St James's Church, Murton

St Thomas, Osbaldwick and St James, Murton

We are two churches - St Thomas's, Osbaldwick and St James's, Murton whose aim is to offer worship to God; and love, care and support to the whole community.

St Thomas's Church

St Thomas's Church, Osbaldwick is mentioned three times in the Doomsday Book as Osboldewic. It is named after Osbald, an earl in the kingdom of Northumbria. The history of St Thomas’s Church goes back nearly as far, to the 12th century. Within the church there are several reminders of its great age – the windows on the North wall date from the 12th, 13th and 14th centuries, and the 15th century East Window also remains, although re-sited in the 1960s in the South Transept wall.

St Thomas's Church, Osbaldwick
St Thomas's Church, Osbaldwick

During its life the church has undergone three major restorations or re-orderings. The first, in 1877, changed the building from a 'wretched condition', according to the Parish Almanac of 1897, where it was 'most unsightly and as a place of divine worship the church was uninviting as it possibly could be'. The architect for this work was J.A. Scott, son of the celebrated Sir Gilbert Scott.

The second major reordering, in 1967, saw the addition of the South transept, vestry, porch, WC and heating system. The interior height of the building was reduced by means of adding a vaulted ceiling. The third reordering, completed in 2005, greatly improved the entrance foyer, provided a kitchen and replaced the pews with comfortable seating. This has enhanced the versatility of the Church as both a place of worship and a social centre for the whole community.

A feature of St Thomas’s Church is the repeated use of the triple cross motif. The principal example is the cross hanging above the altar, given in 1967. This is designed to provide a ’cross’ focus for worshippers in both the Nave and the South transept and also along the 'line of the sacraments'. The motif can also be seen in the windows and the Vicar's prayer desk. The octagonal altar and the rails were made from the original 17th century woodwork of the church prior to the 1897 renovation. This architectural design aligned the symbols of the three main sacraments of Baptism (the font), the Word (lectern) and the Eucharist (altar).

The Mary Ward Memorial Stone was brought in from outside the church and was mounted in the South wall of the Nave. In the North West corner of the churchyard can be found the very simple plain gravestone of Eliza Raine from the early 19th Century.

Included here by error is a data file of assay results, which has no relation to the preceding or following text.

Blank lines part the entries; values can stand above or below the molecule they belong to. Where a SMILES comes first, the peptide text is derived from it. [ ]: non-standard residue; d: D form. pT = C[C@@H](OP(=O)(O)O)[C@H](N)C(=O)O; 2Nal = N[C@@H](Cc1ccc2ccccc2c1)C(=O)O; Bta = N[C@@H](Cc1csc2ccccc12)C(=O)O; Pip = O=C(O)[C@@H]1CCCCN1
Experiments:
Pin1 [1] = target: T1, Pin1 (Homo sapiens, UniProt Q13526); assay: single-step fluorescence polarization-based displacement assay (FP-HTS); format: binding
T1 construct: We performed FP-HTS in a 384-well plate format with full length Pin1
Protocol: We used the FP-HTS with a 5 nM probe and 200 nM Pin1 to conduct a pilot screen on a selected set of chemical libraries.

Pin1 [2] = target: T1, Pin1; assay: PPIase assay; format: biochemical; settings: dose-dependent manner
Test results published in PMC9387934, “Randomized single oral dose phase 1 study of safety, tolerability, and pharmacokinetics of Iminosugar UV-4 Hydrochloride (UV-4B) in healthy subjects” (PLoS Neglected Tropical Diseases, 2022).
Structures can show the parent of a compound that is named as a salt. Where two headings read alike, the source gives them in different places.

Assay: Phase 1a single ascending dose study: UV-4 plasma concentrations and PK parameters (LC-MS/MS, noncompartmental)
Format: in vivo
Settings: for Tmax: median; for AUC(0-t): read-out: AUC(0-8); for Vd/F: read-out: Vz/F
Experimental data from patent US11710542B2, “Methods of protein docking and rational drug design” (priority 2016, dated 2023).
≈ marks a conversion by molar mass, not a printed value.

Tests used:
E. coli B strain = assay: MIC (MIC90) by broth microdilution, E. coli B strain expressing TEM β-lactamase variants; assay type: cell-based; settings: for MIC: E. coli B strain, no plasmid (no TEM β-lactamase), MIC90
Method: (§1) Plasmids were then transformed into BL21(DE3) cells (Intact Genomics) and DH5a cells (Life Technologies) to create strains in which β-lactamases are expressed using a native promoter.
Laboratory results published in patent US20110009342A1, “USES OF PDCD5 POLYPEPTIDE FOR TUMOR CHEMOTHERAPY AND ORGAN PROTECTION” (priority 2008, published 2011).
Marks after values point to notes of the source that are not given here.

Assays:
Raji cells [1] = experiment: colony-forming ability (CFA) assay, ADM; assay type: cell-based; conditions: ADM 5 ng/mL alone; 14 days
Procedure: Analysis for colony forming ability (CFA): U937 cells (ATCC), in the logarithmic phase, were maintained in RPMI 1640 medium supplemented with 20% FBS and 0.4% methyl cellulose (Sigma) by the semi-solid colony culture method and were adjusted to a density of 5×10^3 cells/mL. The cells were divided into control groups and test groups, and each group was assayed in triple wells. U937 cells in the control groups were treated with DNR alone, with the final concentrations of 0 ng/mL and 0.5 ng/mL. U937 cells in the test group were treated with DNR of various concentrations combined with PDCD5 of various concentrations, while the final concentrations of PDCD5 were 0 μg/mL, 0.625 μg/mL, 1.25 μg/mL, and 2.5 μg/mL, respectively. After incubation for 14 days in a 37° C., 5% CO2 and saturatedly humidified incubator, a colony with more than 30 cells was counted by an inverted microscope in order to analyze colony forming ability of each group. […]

The church is open and welcome's visitors every day throughout the year.

St James's Church

The village of Murton is mentioned in the Domesday Book of 1086, and although the origins of the Church are unknown, Nikolas Pevsner (in his The Buildings of England. Yorkshire: The North Riding, 1966) suggests that some of the masonry and the south doorway might suggest a date of circa 1200. St James’s is a small church, squeezing in just 54 people. As little appears to have been altered during its long life, only a few facts exist to document its history.

The Chantry Survey of 1547 records that 'There is a chapel of ease at Murton within the prebend of Osbaldwick whereof John Straker is incumbent by distance from the parish church one myle having neither goods nor plate. There is certaine copyhold land belongs to the same to the yearly value of 8s.' Nothing further is recorded until 1834 when a violent storm damaged the roof of the Church, rendering it unfit for use. There was a dispute over who was responsible for repair, which was not resolved, and as a result the church remained a ruin for the rest of the nineteenth century. For some of this time it served as a pig sty.

St James's Church, Murton
Centenary Extension - St James's Church, Murton

From 1912-1914, James Creaser, Edwin Draper, the Vicar and others raised money through concert parties for its restoration and St James was rededicated on 9 November 1914. The font in the west wall was taken out of Osbaldwick Church in about 1867 and later found in the churchyard. It was installed in Murton Church in about 1950. Its style suggests it may date from the 12th century. Apart from these changes and the introduction of electricity, St James’s Church appears to have changed little if at all over the centuries. As such it represents a valued and reassuring constant in our changing times. The little church makes a unique contribution to our communities through its simple, peaceful and intimate character, and inspires deep affection amongst locals and visitors alike.

Murton Centenary Project

In 2012, a Centenary Appeal was launched to raise funds for a much needed modernisation including a welcome lobby, toilet facilities and a kichenette in the church. These improvements were intended to enable the whole community to use the church for a wide variety of social activities.

An ambitious social programme consisting of over 20 events demonstrated the potential of the space as a valued community facility and attracted significant grants from local and national charities. When awarding one of their grant, the National Churches Trust wrote:

St James's Church appears to have changes little, if at all, over the centuries. As such it represents a valued and reassuring constant in today's changing times. The little church makes a unique contribution to the ommunity through its simple, peaceful and intimate character, and inspires deep affection amongst locals and visitors alike.

To mark the actual centenary, a Service of Thanksgiving and Rededication was held on 9th November 2014 with the Bishop of Selby, the Right Reverent John Thomson, as preacher. Rebuilding work began in early 2016 and the facilities were officially opened by the Bishop of Selby on 31st July 2016.

The church is open and welcome's visitors every day throughout the year.